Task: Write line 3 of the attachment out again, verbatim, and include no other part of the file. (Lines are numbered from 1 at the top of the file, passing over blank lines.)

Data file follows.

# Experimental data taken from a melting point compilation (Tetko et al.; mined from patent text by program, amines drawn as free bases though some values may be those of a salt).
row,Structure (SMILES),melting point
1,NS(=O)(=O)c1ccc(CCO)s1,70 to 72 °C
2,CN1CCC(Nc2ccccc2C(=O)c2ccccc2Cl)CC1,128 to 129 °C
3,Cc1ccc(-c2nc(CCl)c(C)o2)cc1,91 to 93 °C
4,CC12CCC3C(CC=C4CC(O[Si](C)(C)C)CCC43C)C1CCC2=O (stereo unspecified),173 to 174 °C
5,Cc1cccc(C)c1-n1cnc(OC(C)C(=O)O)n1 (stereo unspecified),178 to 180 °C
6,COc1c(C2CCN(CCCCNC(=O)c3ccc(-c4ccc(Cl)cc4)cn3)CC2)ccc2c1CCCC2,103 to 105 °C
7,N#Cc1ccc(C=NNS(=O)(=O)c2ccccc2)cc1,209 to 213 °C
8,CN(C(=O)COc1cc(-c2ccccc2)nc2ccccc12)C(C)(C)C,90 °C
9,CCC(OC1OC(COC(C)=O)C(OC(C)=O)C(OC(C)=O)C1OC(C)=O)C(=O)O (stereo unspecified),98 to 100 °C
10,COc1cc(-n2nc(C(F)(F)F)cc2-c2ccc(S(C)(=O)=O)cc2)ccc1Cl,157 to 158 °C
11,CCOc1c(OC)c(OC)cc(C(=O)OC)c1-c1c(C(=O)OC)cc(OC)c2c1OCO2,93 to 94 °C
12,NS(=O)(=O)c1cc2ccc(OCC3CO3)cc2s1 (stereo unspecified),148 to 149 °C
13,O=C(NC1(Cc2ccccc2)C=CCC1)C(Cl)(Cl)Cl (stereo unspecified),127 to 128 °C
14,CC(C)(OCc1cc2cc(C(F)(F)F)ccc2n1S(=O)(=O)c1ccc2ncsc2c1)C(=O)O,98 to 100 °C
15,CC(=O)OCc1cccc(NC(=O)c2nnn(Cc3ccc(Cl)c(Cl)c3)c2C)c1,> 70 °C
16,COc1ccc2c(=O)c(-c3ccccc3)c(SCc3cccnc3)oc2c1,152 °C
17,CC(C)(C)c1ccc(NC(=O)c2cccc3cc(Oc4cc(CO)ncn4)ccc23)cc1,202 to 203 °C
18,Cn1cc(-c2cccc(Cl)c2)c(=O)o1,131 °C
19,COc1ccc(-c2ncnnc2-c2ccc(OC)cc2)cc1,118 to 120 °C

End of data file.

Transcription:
1,NS(=O)(=O)c1ccc(CCO)s1,70 to 72 °C